Adventurous Ablutions in Far Flung Places

Over the course of my travels, I have stayed in many different kinds of accommodation – from over-nighting in a baggage rack on an Indian train hurtling through the night, to a deluxe suite in a Kasbah on top of a mountain in Morocco.

To be honest, when you’re asleep, you don’t notice any of the trimmings and luxuries, nor the deprivations that may surround you in the bedroom.

It is therefore more appropriate to judge a place by its ablution facilities.

Image by Public Domain Photos

The Long Drop in Indonesia

The toilets here are basically little wooden cabins perched on stilts, away from prying eyes (and also some of the most venomous snakes around).

But it does rather put one off when you are squatting over the open pit watching live pigs frantically snuffling around on the ground underneath you, merely 10 feet from where you are seated. Not an experience I want to have again.

And, just an idea – I would advise you not to eat the pork there.

Open Showers in Portugal

The beauty of doing a working holiday such as Willing Workers On Organic Farms (WWOOF) is that you get to stay in the most fabulous places, miles and miles off the beaten track, meet local people you would otherwise not have met, eat traditional home cooked food, and get to integrate into the community.

When I was working on building a tipi in Portugal there was a fabulous open-air shower for us to use, which was pretty much made out of an old stone wall and a rudimentary bamboo “door”.

There was a free-standing old fashioned wash basin and you just went in there, soaped up and splashed water about.  No need to be alert, electrical appliances were nowhere to be seen.

Just the sky above you, the sun on your back, and the birds singing, absolute bliss!

 Toilet Roll free zones

It might be worth noting the etiquette in India when it comes to toilet roll. You don’t have to worry about it really, because they don’t have any. Come to think of it, they don’t have toilets either.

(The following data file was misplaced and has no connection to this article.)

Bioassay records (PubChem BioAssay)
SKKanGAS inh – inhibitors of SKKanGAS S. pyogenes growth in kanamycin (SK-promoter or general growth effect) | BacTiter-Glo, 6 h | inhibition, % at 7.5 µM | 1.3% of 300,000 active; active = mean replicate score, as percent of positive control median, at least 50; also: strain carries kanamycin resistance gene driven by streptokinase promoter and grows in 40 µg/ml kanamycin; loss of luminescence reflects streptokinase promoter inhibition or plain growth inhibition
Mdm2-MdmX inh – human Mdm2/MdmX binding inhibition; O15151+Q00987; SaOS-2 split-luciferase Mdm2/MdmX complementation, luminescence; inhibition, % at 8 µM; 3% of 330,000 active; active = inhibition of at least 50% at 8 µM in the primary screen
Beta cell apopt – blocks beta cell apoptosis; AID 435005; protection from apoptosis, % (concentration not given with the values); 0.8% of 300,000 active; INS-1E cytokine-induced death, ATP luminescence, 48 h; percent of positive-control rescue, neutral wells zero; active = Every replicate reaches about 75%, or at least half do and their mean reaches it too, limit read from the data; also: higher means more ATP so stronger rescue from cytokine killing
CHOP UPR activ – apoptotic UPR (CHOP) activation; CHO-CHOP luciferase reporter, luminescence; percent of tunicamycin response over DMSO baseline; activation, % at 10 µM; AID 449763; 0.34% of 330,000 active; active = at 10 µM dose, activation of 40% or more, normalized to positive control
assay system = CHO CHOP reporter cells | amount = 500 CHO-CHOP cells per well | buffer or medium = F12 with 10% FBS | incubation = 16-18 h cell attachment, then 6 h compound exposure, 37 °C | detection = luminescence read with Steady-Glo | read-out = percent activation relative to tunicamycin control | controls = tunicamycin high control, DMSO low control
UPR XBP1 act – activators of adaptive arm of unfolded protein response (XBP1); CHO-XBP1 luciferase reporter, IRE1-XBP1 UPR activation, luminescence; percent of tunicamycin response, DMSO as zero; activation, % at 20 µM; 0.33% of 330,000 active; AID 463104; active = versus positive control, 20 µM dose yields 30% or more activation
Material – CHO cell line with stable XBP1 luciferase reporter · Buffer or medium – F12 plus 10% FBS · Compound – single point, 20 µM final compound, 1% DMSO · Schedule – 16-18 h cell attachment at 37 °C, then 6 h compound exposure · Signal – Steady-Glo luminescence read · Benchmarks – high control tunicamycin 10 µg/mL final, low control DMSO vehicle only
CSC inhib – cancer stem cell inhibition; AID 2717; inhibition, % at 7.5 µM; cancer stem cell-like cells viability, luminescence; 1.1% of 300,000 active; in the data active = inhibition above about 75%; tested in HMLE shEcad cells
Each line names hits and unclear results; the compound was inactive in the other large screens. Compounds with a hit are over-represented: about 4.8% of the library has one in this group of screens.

Image by Ajay Tallam

Nine times out of ten, outside of main cities or Western-style hotels, the loo is a hole in the ground, with two distinct grooved areas where you are to put your feet, and squat. Next to the hole is usually a small bucket, with water in it. Once you have done your thing, you simply scoop out some water and literally wash yourself clean, by hand. But just make sure it’s the left hand.

Interestingly, Indians consider our obsession with paper for this function quite revolting. If you fell over and put your hand in some dog doo-doo, would you just wipe it with paper? No, you’d wash it. Also, squatting to defecate is actually what we are naturally programmed to so (look at small children doing it on potties) and it’s much better for you, rather than sitting.

So, you think you’ve got it right.

Thanks to this tradition, the left hand is seen as “unclean” so it’s best when in polite company to not allow your left hand to come anywhere in contact with food or objects which you are passing to others. It would be like handing over food along with some used loo roll here…

Have you got any other bathroom or toilet stories for me? The more stomach turning, the better!

James Duval is an IT specialist who is addicted to his gaming. Given the choice, he would rather spend his days roaring around the world on his motorbike, and travelling where people fear to go. He lives for the sound of a great guitar riff, and writes a mean blog for Alert Electrical.

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